Statistics for the Practicing Spine Surgeon: Supplementary Data Analysis Measurements

Dhruv K.C. Goyal*, Nikhil Grandhi, Thomas J. Lee, Katharine Stolz, Alexander Thomas, Matthew S. Galetta, Srikanth N. Divi, Taolin Fang, Gregory D. Schroeder, Christopher K. Kepler, Alexander R. Vaccaro

*Corresponding author for this work

Research output: Contribution to journalReview articlepeer-review

Abstract

With the rapid rise of clinical spine surgery literature in the last few decades, there is a greater need for practicing spine surgeons to confidently analyze and critique published literature within the field. The conclusions drawn from published studies are often integrated into a physician's clinical decision-making. A strong knowledge in the fundamental statistical measurements used most frequently in spine surgery literature can enhance the ability to properly interpret the meaning of a study's results. However, medical education often lacks the incorporation of clinically relevant statistical analysis. The purpose of this review is to provide an overview of some of the most commonly used statistical measurements in spine surgery, specifically intraclass correlation coefficient, diagnostic testing analyses, Kaplan-Meier curves, hazard ratios, distribution, and variance.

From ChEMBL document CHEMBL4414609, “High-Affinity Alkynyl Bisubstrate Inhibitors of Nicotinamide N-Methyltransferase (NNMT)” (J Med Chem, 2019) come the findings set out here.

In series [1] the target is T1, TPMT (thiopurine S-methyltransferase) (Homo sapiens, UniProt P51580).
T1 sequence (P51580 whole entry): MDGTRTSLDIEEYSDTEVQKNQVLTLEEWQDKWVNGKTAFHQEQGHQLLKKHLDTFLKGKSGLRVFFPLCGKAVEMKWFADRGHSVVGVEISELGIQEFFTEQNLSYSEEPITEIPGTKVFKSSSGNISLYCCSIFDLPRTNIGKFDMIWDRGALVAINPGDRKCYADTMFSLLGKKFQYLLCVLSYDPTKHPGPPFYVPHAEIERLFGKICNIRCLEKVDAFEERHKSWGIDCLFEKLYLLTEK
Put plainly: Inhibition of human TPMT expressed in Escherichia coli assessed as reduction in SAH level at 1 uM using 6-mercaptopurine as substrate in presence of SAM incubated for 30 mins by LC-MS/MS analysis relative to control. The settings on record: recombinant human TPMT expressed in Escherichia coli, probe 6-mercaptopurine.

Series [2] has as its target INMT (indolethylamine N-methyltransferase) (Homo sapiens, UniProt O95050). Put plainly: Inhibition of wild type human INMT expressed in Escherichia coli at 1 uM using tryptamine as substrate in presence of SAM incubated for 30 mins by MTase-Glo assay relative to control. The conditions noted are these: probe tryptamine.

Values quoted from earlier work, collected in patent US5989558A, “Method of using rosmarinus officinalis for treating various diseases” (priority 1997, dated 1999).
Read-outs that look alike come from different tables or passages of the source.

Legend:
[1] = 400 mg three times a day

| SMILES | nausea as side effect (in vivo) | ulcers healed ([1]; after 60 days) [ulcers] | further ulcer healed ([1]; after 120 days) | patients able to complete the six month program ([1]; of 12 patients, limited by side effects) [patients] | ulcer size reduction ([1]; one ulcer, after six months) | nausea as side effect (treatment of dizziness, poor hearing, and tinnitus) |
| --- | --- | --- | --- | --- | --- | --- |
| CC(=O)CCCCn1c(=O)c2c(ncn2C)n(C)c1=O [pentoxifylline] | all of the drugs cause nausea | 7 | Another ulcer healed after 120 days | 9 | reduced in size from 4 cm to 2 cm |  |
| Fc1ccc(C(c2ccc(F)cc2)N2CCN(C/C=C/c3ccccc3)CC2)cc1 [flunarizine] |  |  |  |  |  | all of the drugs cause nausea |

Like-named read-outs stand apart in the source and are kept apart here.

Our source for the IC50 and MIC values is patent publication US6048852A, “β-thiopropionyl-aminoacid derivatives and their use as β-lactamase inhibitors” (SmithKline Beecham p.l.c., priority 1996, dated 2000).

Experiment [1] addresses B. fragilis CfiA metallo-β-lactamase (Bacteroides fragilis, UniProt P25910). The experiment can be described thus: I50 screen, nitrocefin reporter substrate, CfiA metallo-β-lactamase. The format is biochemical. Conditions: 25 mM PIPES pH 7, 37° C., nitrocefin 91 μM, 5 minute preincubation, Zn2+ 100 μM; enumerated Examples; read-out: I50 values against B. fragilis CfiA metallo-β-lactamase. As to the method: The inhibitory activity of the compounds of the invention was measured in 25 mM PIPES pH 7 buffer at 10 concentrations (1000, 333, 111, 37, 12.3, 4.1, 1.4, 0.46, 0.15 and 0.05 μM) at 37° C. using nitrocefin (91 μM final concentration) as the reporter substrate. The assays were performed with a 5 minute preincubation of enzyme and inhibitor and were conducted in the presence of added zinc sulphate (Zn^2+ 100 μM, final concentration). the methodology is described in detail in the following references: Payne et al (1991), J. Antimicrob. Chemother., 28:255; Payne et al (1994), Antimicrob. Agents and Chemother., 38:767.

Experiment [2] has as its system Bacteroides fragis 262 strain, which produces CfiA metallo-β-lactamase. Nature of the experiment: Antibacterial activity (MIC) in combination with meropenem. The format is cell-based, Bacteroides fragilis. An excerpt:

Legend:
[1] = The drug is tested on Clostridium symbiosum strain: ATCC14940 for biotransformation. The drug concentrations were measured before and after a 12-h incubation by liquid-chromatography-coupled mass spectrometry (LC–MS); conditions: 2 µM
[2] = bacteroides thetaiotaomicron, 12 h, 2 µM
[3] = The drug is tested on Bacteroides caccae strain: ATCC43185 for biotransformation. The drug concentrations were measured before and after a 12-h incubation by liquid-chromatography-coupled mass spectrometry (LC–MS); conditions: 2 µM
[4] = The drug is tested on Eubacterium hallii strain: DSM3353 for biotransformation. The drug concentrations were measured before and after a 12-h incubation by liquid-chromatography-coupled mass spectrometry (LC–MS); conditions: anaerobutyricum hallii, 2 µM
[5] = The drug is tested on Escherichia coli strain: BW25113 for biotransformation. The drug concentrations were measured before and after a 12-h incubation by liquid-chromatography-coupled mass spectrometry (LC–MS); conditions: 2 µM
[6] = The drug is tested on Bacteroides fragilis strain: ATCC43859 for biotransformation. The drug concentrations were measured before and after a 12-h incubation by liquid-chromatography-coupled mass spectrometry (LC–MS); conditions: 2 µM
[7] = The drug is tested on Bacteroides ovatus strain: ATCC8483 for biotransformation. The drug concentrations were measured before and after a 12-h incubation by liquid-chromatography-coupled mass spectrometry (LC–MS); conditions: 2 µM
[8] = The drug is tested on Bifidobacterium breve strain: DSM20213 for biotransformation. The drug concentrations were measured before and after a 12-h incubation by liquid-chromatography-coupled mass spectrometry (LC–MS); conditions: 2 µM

Original languageEnglish (US)
Pages (from-to)35-39
Number of pages5
JournalClinical spine surgery
Volume33
Issue number1
DOIs
StatePublished - Feb 1 2020
Externally publishedYes

Keywords

  • coefficient
  • diagnosis analysis testing
  • evidence-based medicine
  • Kaplan-Meier survival curves and hazard ratios
  • likelihood ratios
  • spine surgery
  • statistical analysis
  • statistics
  • t test
  • χ

ASJC Scopus subject areas

  • Surgery
  • Orthopedics and Sports Medicine
  • Clinical Neurology

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